lunedì 16 febbraio 2015

Henri Casadesus (Paris, 1879-1947)

Henri Casadesus, c. 1900

Born in Paris on 30 September 1879 son of Luis Casadesus and Mathilde Sénéchal
Died in Paris on 31 May 1947

He received his first musical instruction with Lavignac and Laforge. Between 1910 and 1917, he was the altoist of the Capet quartet. He also directed the "Théatre de la Gaité Lyrique" in Paris and the Liège Opera (Belgium). Charged with diplomatic and artistic missions abroad, mainly in the USA, he founded, in 1901, in collaboration with Camille Saint-Saîns, the Society of Ancient Instruments (la Société des Instruments Anciens) aimed at reviving on 17th and 18th century instruments, unknown musical works from the masters of the time. Between 1901 and 1939 , the society travelled 350 000 km, performing in many countries, including Russia and the USA. Among its members, it counted: Henri Casadesus (viola d'amore), Marius Casadesus (quinton), Régina Patorni-Casadesus (harpsichord), Lucette Casadesus (viola da gamba) and Maurice Devilliers (bass-viol).

In the course of his travels, Henri Casadesus assembled a remarkable collection of rare and ancient instruments which is currently housed by the Museum of Symphonic Orchestra in Boston.
Five children : Catherine, Jacqueline (with Renée Delerbat) Christian, Gisèle (with Marie-Louise Beetz) Bernard (with Jeanne Montange)
He authored several operettas ("Le Rosier", "Sans tambour, ni trompette", "La petite-fille de madame Angot", "Cotillon III"), melodies, pieces of film music ("Le gardian", "Les mystères de Paris", "Paris-New-York") and a book titled "Méthode de la viole d'amour".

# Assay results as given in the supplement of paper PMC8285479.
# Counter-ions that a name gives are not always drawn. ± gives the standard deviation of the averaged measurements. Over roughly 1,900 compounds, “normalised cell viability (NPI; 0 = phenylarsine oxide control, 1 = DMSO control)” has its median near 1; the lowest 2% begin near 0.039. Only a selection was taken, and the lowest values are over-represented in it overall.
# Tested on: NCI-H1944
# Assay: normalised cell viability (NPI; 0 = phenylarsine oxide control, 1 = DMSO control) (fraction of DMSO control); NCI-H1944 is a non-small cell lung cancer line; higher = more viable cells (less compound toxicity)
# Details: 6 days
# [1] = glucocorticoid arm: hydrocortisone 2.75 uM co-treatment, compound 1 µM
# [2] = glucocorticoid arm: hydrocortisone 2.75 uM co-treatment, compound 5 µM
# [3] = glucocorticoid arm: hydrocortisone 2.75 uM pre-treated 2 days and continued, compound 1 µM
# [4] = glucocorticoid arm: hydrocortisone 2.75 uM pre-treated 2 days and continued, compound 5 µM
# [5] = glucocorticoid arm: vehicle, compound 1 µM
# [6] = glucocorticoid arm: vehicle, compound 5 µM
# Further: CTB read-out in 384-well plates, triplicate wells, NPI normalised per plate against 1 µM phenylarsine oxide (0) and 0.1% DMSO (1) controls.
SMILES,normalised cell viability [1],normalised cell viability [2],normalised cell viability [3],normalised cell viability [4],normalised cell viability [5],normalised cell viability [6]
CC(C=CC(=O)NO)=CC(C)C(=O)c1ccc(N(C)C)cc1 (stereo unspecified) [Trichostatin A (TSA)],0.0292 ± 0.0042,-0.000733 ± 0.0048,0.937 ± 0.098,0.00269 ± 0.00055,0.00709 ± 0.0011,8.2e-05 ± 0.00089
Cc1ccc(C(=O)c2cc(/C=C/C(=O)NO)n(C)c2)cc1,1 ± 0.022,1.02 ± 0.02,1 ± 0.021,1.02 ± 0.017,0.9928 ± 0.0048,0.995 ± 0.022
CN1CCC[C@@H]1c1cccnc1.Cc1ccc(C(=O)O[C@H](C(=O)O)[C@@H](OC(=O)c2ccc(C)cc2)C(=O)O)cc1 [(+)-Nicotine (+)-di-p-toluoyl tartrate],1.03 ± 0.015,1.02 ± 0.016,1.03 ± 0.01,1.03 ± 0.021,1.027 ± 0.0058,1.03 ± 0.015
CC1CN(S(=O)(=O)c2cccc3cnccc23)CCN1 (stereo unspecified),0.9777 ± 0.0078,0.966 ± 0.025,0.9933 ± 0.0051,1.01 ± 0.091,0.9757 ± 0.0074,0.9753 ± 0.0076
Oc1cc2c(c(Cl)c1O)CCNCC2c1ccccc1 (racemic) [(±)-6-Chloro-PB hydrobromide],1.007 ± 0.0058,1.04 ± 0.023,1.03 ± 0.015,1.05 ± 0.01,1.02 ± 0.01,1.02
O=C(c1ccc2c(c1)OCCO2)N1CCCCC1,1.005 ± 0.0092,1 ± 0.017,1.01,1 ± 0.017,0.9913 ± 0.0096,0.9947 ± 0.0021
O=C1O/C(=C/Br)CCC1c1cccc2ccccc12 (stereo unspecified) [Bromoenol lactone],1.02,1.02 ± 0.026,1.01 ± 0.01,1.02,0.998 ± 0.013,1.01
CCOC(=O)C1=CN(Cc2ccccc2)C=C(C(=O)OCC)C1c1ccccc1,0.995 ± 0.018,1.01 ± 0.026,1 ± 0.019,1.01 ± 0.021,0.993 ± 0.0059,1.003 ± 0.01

Jàn Kral

6+6 Viola d'amore by Claude Aubert, France, XVIII Century

Claude AUBERT est né à Bétignicourt dans l'Aube le 19 septembre 1721, ses parents étaient cultivateurs. On ne sait pas où il se forma, en revanche on le retrouve à Troyes dés 1754 où il fut le seul luthier  de cette ville du XVIIIème. Sa production a été importante et variée : Quinton de 1754 du musée de La Villette, violons et violoncelles chez François Joseph POMMET luthier à Reims, guitares de La Villette.
Il a eu comme apprentis puis comme collaborateurs Claude GIRON et Alexis VILLAUME, d'ailleurs au mariage de ce dernier, ces trois luthiers troyens sont signataires de l'acte de mariage.

Viola d'amore pegbox

Viola d'Amore: A Love Story

Viola d'Amore by Pierre van Engeland, Brussels 2011

Viola d'amore tailpiece

Tailpiece at work